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A Strong Dollar?

Incredible!  From the man who can't even figure out the step by step directions of Turbo Tax, comes another tired "reiteration" of the importance of a strong dollar.  In a Financial Times article today, good ole sincerely trustworthy Mr. Sir Treasury Secretary Timothy Geithner did proclaim, "I believe deeply that it's very important to the United States, to the economic health of the United States, that we maintain a strong dollar."  I've two words in response which I won't post.  (Hint, they begin with b and s.)

Now I know that the Federal Reserve is an impartial independent body, however the following graph illustrating the inflationary expansion of the monetary base doesn't convince me that a strong dollar in likely in the near future.

Then also, there is the National Debt, hardly ever mentioned in polite company, a wonderfully nice place to invest current dollars for assuredly less valuable dollars at maturity...

The public debt is nearly 84% of recent GDP numbers, and subtracting all governmental contributions to GDP means the debt is a little less than 4% greater than the private sector's contribution to GDP. 

Government is growing larger, i.e., spending more...

While receipts (tax revenues) are contracting.

The "Bush" tax cuts will be allowed to expire in 2010, the WSJ mentions this today.  (As an aside, I wondering about an end of year equities sell off, to take advantage of the lower capital gains tax rate of 2009.)  This, I fear, will not aid in our economic recovery, which leads me to conclude that tax receipts will continue to contract.  Federal expenditures are not likely to contract any time soon either, so, another budget year with a deficit, more debt that must be financed.  This at a time when a number of countries and world organizations are calling for "alternative" reserve currencies.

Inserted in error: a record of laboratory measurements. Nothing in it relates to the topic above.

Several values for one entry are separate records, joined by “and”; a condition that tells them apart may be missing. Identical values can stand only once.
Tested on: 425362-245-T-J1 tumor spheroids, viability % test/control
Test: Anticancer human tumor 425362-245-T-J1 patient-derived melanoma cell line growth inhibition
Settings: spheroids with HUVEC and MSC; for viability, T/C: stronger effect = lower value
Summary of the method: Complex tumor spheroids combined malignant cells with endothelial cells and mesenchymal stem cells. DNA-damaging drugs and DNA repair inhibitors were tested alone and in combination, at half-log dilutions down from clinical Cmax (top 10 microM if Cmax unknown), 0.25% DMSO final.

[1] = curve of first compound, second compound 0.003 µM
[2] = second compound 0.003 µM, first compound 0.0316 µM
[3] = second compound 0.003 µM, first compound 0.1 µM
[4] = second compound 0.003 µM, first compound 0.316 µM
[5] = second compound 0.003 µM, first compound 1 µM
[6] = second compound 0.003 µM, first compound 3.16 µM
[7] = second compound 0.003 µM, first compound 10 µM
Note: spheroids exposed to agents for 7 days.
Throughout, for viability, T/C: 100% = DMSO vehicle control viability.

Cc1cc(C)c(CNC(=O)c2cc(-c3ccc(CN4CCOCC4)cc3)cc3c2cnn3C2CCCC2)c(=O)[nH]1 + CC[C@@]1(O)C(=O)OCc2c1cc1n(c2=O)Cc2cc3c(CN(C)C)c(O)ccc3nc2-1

Other than the illusion of security, there is little reason to hold dollars.  Low rates leads to borrowing dollars to invest elsewhere.  Hence the dollar funded carry trade.

Higher interest rates attract foreign investment, and lead to a strong domestic currency.  Australia's official bank rate is 3.25%, holding Australian dollars is seemingly easy money.

The dip, of course, represents the "flight to quality," or the unwinding of carry trades, as the impact of the "liquidity crisis" swept the world last year.

I cannot imagine that the world would take Geithner's statement seriously.  There are too many plainly visible, easily checked facts which refute his assertion.  If the official policy was leaning towards a strong dollar, I would expect higher interest rates to incentivize savings and investment, executive fiscal & legislative policy which encouraged economic expansion, and a serious effort to reduce the national debt.